In my time following Jesus, I have seen God instantaneously heal a person or situation. No explanation, no indication as to why, just boom! The longer I live the more I wonder why God answers some requests for healing immediately and other answers seem to take a lifetime. I have learned that asking why is okay, but I rarely discover the reason behind the answer. I have learned to accept that God has his reasons and I may never know the why behind the miracle.
Healing Over Time
I will often reflect on times of instantaneous healing and praise God for them, but I strive to never take them for granted. I continue to pray, hoping for miracles, but I have learned that God frequently heals a person over time. Often this can happen little by little over months, years, or even decades.
This type of healing is not a lot of fun because it requires faith and lots of patience. Let us face it, we do not like to wait. No matter what it is, we want it now. We’re all guilty of this on one level or another.
When God Chooses Not To Heal
What do we do when we pray to God for healing and we do not get the answer we were hoping for? Not only are we not instantly healed, but we’re also not healed over time. We keep praying and praying without an answer. Just as Moses and the Israelites received bitter water when they prayed for water wandering in the desert, we too might receive an answer we weren’t expecting.
As we are praying for healing while we wander in our own desert, realize that God may choose not to heal. As believers, it is important for us to learn how to respond when God tells us no. While I have seen God answer in this way, I am not sure I am much better at handling this type of answer. As I have said before, time often helps me gain a better perspective.
While perspective does not erase the pain, it does help me to move forward. One of the hard lessons I have learned from receiving a “no”, is a Kingdom perspective. Sometimes God can accomplish more through our pain than through instant or eventual healing. Even Jesus experienced this when he prayed in the garden of Gethsemane(on the Mount of Olives) for God to, “…please take this cup of suffering away from me…” Luke 22:42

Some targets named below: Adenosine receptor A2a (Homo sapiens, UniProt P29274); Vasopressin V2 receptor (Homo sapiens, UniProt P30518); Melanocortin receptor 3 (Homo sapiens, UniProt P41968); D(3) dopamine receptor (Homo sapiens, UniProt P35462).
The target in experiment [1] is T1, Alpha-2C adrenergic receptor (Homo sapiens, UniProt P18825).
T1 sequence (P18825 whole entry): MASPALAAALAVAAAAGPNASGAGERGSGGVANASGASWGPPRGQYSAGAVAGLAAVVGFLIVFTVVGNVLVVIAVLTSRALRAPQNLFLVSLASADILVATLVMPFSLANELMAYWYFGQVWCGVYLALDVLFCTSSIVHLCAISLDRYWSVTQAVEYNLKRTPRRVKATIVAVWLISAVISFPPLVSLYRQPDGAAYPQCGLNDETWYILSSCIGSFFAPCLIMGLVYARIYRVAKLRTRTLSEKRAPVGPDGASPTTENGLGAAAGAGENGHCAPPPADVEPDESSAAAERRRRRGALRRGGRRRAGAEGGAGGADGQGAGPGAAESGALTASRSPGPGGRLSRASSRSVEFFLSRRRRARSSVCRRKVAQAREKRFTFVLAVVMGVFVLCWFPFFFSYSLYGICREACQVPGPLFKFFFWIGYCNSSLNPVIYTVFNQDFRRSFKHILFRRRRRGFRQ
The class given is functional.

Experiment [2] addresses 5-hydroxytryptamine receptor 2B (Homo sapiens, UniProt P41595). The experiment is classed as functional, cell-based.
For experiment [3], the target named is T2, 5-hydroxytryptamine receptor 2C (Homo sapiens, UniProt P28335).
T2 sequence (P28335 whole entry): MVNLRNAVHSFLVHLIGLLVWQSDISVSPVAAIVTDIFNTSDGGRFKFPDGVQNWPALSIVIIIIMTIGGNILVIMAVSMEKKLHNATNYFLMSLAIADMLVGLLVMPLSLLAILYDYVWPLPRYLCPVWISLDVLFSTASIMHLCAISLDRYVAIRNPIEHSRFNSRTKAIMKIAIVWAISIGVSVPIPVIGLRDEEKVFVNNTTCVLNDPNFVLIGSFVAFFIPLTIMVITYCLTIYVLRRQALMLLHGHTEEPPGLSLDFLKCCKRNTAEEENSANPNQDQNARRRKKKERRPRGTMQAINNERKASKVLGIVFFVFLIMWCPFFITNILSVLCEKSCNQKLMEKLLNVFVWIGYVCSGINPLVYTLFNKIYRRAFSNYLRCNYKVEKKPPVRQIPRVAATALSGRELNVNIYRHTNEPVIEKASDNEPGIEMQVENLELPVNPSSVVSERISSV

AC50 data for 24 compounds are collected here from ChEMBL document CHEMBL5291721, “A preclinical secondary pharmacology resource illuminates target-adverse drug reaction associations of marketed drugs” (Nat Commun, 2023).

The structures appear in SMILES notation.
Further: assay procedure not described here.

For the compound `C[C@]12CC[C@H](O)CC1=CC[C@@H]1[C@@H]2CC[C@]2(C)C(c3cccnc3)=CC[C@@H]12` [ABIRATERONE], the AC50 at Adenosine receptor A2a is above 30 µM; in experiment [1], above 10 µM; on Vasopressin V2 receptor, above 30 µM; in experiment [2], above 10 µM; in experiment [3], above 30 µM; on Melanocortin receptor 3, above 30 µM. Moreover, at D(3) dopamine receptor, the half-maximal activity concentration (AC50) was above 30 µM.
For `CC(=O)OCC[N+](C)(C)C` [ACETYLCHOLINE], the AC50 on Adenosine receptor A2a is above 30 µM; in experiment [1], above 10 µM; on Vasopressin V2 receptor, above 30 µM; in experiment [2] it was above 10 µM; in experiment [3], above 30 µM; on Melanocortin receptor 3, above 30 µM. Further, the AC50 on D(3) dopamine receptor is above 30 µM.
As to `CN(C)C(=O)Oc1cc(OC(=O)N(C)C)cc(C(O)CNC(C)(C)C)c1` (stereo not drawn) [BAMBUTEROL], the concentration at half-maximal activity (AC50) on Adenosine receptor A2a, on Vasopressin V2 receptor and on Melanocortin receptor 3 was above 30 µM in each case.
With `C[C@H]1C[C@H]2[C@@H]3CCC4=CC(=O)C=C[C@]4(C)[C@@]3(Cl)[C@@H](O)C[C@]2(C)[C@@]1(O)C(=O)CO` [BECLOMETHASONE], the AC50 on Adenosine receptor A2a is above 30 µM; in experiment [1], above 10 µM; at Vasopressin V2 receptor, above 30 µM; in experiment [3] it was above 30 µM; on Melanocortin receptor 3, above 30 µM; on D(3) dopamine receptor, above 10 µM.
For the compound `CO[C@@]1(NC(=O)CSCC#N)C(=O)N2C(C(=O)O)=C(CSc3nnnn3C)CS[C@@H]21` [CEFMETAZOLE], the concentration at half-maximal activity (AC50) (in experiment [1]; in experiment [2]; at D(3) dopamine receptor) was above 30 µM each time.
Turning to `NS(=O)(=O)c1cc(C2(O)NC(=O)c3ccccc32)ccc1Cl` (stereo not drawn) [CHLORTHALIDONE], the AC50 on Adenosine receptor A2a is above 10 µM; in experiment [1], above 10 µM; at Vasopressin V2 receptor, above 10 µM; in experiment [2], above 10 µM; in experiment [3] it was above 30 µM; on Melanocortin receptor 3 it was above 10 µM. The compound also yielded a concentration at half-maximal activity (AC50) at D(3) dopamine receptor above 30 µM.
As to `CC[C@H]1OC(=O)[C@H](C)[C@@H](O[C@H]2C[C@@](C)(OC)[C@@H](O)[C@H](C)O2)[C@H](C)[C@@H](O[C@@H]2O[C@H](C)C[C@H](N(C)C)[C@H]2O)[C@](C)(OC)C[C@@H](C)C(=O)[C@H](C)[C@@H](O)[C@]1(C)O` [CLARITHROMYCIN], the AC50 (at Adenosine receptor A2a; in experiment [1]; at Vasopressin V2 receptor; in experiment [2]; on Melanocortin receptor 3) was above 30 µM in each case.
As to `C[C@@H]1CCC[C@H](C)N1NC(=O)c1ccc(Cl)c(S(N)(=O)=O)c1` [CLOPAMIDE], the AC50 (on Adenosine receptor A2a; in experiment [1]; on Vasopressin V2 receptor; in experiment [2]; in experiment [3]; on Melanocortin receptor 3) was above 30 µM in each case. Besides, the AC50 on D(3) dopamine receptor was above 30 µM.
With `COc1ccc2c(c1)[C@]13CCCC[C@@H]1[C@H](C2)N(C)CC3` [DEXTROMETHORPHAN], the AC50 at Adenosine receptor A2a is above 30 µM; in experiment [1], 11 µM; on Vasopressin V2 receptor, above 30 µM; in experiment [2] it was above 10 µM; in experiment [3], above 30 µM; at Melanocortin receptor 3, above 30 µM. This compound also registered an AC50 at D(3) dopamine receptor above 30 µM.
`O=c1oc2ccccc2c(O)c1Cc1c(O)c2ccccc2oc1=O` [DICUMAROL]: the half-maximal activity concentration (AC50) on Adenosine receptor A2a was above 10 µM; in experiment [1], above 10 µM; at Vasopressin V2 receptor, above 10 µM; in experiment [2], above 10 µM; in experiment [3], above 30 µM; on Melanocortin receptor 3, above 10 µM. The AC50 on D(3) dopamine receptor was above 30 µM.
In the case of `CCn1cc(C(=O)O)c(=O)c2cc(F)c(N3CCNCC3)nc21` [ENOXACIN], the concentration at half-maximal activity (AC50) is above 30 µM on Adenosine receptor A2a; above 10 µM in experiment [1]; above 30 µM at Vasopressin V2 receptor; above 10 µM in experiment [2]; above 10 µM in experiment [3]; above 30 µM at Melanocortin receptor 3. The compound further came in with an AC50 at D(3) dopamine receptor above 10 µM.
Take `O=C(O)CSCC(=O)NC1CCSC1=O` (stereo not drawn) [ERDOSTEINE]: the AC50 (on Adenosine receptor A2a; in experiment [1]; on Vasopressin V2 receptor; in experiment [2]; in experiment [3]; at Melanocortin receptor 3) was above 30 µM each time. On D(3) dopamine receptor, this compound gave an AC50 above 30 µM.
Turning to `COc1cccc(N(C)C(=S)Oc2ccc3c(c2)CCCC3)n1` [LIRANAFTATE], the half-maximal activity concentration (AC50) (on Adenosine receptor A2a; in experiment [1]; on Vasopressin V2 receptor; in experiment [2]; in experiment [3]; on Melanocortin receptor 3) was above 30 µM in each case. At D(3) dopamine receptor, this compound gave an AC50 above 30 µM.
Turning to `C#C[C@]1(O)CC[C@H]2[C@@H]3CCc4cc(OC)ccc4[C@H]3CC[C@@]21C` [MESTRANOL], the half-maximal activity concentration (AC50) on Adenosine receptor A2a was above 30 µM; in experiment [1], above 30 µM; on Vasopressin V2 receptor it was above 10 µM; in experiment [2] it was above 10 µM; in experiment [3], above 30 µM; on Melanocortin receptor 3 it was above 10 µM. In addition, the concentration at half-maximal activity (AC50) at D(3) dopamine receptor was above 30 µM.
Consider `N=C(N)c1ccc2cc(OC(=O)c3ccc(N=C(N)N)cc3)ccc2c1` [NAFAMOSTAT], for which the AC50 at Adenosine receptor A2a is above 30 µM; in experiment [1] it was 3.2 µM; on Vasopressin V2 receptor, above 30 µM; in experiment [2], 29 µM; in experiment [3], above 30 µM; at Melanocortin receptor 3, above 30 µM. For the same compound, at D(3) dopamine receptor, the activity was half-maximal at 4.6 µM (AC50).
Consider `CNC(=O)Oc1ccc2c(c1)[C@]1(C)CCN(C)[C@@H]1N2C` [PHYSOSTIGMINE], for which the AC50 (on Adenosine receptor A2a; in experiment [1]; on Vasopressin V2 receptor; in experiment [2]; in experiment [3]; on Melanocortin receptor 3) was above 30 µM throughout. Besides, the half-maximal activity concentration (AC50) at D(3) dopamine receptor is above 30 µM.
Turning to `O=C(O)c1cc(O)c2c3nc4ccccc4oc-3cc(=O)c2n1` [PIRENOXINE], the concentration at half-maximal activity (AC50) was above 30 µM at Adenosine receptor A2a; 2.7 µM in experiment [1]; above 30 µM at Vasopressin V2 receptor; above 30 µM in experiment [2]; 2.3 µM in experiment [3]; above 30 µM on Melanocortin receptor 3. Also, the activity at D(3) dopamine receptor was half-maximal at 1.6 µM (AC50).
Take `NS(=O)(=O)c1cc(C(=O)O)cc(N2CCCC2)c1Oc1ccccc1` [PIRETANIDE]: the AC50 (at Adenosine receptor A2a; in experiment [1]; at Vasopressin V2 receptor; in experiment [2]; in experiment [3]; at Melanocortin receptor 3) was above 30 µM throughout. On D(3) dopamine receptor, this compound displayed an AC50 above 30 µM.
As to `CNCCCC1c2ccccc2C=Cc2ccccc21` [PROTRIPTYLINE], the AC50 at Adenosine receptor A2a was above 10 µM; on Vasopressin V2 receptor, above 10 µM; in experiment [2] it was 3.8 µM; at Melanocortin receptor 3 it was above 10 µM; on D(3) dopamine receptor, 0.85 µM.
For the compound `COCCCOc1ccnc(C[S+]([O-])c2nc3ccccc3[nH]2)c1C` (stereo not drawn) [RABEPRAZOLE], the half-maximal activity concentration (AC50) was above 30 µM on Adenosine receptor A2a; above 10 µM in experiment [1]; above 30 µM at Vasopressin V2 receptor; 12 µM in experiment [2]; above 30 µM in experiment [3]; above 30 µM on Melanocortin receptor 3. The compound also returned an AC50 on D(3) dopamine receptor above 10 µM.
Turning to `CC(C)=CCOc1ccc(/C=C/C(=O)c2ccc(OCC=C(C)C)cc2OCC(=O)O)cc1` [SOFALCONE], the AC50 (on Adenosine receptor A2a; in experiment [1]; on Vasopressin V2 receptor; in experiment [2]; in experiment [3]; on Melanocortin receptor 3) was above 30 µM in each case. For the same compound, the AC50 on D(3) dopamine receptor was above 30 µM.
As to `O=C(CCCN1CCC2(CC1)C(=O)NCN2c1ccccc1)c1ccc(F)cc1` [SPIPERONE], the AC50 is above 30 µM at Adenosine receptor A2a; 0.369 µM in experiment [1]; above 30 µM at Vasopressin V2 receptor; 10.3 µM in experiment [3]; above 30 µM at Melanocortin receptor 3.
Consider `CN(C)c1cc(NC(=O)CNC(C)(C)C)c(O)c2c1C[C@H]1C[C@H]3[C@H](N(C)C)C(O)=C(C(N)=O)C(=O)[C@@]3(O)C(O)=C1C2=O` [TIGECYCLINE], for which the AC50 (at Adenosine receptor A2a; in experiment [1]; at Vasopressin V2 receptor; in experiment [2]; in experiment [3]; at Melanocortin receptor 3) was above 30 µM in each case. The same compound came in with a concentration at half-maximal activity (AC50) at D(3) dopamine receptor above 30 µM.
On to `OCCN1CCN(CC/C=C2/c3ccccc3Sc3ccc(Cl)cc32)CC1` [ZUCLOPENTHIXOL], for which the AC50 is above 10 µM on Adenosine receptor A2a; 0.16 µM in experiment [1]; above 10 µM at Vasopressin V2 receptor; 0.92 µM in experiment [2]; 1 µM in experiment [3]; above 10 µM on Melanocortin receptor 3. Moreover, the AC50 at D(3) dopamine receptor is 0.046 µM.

The Ultimate Example
The perspective which Jesus ultimately shows us immediately follows in the same verse. “…Yet I want your will to be done, not mine.” Luke 22:42 Jesus’ example shows us what it was like to be fully God and man in this passage. He shows us how to express our desires to God while being obedient. These moments leading up to the crucifixion are chock-full of what it means to live out of a Kingdom perspective.
So as we continue praying for miraculous healing, I want to provide other things to think about. I believe in most cases, you would agree that your current approach to dealing with fear and anxiety is not working out as you had hoped. I would ask you to consider one question. Have you thought about what God might want to accomplish through your fear and anxiety?
In his teaching, Pastor Craig Groeschel will often describe how he plays out a situation. Essentially, this is considering what could happen. As an exercise, what if we play out your scenario?
Play It Out
What would it look like if God:
- Instantly heals the fear/anxiety of you or the person you are praying for?
- Heals this person over time?
- Chooses not to heal the person or situation?
What could God accomplish through each scenario?
Is there one that might better serve the Kingdom of God?
Is there anything that this exercise revealed to you? Often those who struggle with fear/anxiety spend a LOT of energy managing the outcomes. All for a variety of reasons, but this is a common thread. Does this exercise reveal any outcomes you need to surrender to God?